But in the case of ancient history, we don't have direct access to the events. What we have are sources. Ancient sources are unlikely to have the tight-fit of a jigsaw puzzle. Due to bias and ignorance, our ancient extrabiblical sources are, at best, raw data.
If, say, a Christian scholar identifies Darius the Mede with Cyrus, his historical reconstruction needn't dovetail with all of the available evidence. For the extant evidence is likely to have jagged edges rather than smooth edges. The extant evidence is going to be piecemeal at best and often inaccurate to some degree. A rough fit is usually the best we can expect.
vii) If Daniel was fictional, the more evidence that archeology turns up, the more the historical problems for Daniel should multiply. But the opposite is the case. The more evidence that archeology turns up, the more that eliminates or ameliorates past objections to the historicity of Daniel.
That's not the emerging pattern we'd expect if Daniel was fictional. That's antithetical to the pattern we'd expect if Daniel was fictional.
Liberals used to say Belshazzar was fictional, until archeology discovered extrabiblical evidence.
Liberals used to raise linguistic objections to the 6C date of Daniel. But comparative linguistics based on archeological discoveries of extrabiblical Hebrew and Aramaic texts made that argument backfire.
Liberals used to say Daniel 1:1 got the date wrong, but archeology has turned up evidence of different calendrical systems which can harmonize Daniel and Jeremiah.
Liberals often say Darius the Mede is fictional. But archeology has supplied evidence that makes Cyrus a plausible candidate.
Liberals used to say the designation of Belshazzar as a "king" is inaccurate. Yet archeology has turned up evidence to corroborate that title, viz. distinguising between a "king" and a "great king."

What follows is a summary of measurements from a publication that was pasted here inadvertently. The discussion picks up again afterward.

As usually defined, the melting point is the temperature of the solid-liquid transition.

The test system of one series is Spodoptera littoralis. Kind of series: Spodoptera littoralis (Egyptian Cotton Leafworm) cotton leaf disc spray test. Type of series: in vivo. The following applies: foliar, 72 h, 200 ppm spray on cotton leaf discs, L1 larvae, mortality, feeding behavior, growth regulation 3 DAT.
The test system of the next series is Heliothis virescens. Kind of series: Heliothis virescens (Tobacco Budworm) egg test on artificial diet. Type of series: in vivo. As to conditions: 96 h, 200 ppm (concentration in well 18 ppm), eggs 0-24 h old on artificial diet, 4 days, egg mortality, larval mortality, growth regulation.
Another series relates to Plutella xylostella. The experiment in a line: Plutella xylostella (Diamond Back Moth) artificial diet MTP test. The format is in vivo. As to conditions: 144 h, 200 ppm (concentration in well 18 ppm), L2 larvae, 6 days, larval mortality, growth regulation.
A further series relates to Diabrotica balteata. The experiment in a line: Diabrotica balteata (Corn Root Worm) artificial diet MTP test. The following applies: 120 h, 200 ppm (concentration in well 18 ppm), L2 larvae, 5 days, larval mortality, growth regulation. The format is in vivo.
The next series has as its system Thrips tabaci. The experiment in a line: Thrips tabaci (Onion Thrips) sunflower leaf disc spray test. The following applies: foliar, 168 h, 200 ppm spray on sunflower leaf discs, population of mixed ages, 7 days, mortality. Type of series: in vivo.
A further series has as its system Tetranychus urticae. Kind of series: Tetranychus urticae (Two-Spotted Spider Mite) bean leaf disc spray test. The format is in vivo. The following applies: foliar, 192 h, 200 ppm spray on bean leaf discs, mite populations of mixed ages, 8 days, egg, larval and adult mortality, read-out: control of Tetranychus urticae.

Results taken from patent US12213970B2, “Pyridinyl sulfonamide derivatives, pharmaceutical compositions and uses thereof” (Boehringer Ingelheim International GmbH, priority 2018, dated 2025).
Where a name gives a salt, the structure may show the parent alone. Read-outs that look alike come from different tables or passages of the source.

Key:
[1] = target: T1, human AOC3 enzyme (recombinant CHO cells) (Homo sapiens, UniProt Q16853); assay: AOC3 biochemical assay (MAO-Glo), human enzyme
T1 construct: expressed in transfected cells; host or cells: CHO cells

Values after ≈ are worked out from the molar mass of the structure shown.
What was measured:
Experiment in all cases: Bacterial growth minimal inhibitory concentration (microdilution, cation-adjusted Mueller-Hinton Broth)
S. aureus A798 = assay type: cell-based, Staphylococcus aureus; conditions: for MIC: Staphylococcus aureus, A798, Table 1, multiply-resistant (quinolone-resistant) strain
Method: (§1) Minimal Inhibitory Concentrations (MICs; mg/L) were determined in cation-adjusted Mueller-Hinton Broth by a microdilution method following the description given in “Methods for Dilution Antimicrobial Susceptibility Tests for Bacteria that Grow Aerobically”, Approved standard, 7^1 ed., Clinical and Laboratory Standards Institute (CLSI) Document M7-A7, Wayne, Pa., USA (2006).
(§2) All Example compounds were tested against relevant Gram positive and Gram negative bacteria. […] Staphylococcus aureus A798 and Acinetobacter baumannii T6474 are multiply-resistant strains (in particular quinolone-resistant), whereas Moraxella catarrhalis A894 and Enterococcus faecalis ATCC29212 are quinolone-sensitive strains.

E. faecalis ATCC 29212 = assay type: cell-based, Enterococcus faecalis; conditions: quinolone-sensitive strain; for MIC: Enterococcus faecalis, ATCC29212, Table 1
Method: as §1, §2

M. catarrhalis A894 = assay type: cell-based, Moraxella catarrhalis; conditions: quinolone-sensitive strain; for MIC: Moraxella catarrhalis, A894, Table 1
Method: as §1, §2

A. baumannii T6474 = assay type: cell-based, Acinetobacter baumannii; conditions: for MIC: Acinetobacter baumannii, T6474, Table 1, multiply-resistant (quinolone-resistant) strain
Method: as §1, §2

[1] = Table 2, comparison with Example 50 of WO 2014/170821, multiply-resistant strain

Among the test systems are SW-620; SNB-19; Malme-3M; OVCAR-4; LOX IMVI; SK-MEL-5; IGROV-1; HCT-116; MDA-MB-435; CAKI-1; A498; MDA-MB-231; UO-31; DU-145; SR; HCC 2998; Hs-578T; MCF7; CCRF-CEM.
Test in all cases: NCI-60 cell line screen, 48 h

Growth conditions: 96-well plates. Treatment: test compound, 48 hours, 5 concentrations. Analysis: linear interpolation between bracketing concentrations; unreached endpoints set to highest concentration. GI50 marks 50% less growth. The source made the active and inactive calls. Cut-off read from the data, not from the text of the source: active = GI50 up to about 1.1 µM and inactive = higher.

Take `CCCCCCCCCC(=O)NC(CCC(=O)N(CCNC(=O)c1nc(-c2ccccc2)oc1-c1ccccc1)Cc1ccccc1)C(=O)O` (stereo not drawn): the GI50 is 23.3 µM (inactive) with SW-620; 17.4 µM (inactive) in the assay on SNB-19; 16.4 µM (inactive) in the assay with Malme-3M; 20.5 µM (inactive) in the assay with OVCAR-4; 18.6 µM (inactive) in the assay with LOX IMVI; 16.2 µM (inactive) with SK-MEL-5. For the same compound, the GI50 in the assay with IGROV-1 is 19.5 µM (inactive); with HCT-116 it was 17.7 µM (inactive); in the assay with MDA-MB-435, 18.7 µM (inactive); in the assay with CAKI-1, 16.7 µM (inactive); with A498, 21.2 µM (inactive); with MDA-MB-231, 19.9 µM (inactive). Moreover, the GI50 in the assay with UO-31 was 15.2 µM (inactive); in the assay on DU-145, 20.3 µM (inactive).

Likewise, there's fragmentary evidence that Nebuchadnezzar suffered a bout of mental illness, which is consistent with boanthropy.
viii) Apropos (vii), why would Nebuchadnezzar, Belshazzar, and Jehoiakim be historical figures, but Darius the Mede be fictional? It's consistent to say all three are fictional. But since even liberals admit that's untenable, that puts pressure on their position. You could argue that if the Belshazzar pericope is fictional, and Belshazzar is fictional, then Darius the Mede is fictional. It's all of a piece. But when evidence turns up that Belshazzar is historical, then the claim that Darius the Mede is just a literary construct becomes very ad hoc.
ix) When unbelievers read conservative defenses of Daniel, this smacks of special pleading. Yet liberals and conservatives alike engage in historical reconstructions. Both sides extrapolate from trace evidence. Both sides interpolate missing evidence.
For instance, Collins, in his commentary, doesn't think Darius the Mede ever existed. However, he's enough of a scholar to realize that it's inadequate to say Daniel was wrong and leave it at that. For he needs to explain what motivated the author to write Dan 6. He needs to provide an alternative explanation to account for Dan 6.
So he comes up with an ingenious reconstruction. Yet his explanation is at least as complicated and speculative (if not more so) than scholars who identify Darius the Mede with Cyrus.